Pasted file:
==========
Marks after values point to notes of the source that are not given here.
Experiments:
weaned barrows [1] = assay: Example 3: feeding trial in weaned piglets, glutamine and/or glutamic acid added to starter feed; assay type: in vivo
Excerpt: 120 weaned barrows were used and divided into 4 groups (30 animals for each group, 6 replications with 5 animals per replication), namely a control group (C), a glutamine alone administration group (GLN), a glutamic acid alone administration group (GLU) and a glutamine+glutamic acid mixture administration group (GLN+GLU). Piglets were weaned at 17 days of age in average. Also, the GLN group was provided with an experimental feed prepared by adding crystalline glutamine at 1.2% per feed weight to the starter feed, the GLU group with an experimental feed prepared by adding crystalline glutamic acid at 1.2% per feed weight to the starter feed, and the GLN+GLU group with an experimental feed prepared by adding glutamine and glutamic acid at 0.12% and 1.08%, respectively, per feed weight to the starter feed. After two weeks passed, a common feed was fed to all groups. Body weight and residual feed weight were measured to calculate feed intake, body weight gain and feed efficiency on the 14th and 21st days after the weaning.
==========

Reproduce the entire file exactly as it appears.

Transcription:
Marks after values point to notes of the source that are not given here.
Experiments:
weaned barrows [1] = assay: Example 3: feeding trial in weaned piglets, glutamine and/or glutamic acid added to starter feed; assay type: in vivo
Excerpt: 120 weaned barrows were used and divided into 4 groups (30 animals for each group, 6 replications with 5 animals per replication), namely a control group (C), a glutamine alone administration group (GLN), a glutamic acid alone administration group (GLU) and a glutamine+glutamic acid mixture administration group (GLN+GLU). Piglets were weaned at 17 days of age in average. Also, the GLN group was provided with an experimental feed prepared by adding crystalline glutamine at 1.2% per feed weight to the starter feed, the GLU group with an experimental feed prepared by adding crystalline glutamic acid at 1.2% per feed weight to the starter feed, and the GLN+GLU group with an experimental feed prepared by adding glutamine and glutamic acid at 0.12% and 1.08%, respectively, per feed weight to the starter feed. After two weeks passed, a common feed was fed to all groups. Body weight and residual feed weight were measured to calculate feed intake, body weight gain and feed efficiency on the 14th and 21st days after the weaning.